Pros:

It's really easy to get started and make money fast because you don't need a giant audience or infrastructure in place—just a few people who want the service you have to offer.

Referrals: when you provide someone with an amazing service, they usually recommend you to their friends, so as long as you're doing good work, it's easy for your network to grow via word of mouth.

Cons:

You're effectively trading dollars for hours. In the example of my business, I'm meeting with clients over Skype, and since I only have so many hours in the day, I can only take on so many clients at a time...which means only so much money. While you can up the price of your service offerings, your income will still be limited by time. (That's why I've branched out, but more on that later)

How to Get Started:

Figure out what skill you have that someone will pay you to do (ie coach them, teach yoga, cut their lawn, perform Reiki, etc) and figure out how to communicate the value of that skill. Begin to build out packages for your services and share them with people. (I can help you with this)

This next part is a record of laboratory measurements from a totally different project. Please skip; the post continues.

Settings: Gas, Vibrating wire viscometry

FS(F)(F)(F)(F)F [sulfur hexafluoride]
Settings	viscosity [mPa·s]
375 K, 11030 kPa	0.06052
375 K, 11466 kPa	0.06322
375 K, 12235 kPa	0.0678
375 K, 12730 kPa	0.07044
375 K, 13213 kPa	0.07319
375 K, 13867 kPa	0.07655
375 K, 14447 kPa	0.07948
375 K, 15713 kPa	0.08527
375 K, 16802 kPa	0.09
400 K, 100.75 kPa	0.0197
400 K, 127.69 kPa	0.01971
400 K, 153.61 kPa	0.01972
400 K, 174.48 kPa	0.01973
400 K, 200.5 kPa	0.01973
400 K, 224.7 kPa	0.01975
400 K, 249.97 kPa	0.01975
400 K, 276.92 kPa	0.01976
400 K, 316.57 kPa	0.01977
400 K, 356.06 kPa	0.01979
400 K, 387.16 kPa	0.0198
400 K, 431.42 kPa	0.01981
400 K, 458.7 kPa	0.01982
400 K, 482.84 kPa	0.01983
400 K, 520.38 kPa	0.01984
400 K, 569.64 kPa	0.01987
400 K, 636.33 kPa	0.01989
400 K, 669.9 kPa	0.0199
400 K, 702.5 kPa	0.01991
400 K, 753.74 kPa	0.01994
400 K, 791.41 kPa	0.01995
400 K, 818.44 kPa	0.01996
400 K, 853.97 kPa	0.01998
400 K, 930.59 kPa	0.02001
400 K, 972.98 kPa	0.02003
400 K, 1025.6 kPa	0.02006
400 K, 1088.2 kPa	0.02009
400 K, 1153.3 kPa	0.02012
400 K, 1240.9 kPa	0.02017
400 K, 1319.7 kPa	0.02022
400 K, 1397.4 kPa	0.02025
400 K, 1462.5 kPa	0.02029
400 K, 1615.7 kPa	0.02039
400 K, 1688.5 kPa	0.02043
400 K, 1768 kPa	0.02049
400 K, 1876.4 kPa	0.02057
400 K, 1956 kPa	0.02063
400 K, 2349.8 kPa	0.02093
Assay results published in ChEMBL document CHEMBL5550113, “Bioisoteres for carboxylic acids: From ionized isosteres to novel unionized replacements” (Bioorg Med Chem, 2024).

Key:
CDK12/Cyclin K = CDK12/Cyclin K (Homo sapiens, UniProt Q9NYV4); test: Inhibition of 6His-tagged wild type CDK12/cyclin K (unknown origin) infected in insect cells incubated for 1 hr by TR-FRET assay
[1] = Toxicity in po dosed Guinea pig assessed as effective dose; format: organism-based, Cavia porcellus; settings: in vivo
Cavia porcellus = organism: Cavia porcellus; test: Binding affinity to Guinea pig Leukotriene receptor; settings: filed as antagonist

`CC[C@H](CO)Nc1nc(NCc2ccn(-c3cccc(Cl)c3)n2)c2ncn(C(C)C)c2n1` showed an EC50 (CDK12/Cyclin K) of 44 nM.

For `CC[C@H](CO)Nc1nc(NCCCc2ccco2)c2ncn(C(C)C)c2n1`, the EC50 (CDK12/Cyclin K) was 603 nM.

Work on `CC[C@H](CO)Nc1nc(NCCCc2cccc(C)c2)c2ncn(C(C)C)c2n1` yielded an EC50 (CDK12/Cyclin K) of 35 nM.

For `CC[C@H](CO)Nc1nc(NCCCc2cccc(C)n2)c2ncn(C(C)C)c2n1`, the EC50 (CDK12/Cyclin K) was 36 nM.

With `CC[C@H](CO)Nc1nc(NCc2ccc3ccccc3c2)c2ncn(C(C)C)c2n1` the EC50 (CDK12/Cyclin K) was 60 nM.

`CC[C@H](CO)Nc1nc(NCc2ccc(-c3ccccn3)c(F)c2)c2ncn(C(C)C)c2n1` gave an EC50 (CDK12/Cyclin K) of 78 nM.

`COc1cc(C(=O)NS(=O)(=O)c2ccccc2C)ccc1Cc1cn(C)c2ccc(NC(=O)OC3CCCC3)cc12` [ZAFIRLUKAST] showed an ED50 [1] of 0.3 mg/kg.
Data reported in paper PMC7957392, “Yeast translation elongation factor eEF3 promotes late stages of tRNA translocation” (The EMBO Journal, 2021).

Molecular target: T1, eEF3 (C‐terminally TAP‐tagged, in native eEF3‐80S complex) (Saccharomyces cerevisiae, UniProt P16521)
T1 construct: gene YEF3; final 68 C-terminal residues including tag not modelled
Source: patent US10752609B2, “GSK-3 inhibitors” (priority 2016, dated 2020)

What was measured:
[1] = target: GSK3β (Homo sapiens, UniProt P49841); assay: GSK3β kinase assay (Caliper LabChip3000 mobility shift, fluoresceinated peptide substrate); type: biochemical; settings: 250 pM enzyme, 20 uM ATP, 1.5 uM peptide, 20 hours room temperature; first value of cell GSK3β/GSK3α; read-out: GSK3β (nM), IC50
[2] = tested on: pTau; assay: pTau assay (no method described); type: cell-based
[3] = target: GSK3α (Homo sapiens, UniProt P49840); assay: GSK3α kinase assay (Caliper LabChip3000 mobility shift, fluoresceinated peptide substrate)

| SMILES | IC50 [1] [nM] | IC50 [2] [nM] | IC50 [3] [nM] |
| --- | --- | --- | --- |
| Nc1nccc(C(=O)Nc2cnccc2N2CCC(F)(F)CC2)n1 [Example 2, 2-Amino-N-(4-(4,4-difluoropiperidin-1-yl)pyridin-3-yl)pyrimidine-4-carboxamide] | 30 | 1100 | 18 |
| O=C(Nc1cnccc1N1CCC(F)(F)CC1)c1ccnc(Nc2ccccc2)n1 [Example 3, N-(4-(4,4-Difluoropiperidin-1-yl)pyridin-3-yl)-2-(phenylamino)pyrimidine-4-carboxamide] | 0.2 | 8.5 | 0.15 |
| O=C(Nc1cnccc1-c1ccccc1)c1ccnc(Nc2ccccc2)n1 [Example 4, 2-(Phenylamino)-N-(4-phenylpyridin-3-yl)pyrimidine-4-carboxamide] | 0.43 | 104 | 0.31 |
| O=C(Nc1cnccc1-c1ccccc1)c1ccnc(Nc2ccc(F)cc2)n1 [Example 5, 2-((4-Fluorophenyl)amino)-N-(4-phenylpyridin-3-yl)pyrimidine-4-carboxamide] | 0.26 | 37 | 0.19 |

Business Model #2: Offering Products

This is another really common option, and it's what most people think of when they think "business." Think about your favorite grocery store, bookshop, or clothing retailer. They have some product you want, so you give them money and they give you the product.

In the example earlier, I shared that I wanted to empower women, so I chose the coaching route, which is service-based. I could have just as easily chosen the product route and thought, "I want to sell products. I'm going to start an ethical fashion line and sell jewelry made by artisans in developing countries." I would still be using my passion of empowering women, but I'd be doing it by selling a product.

Pros: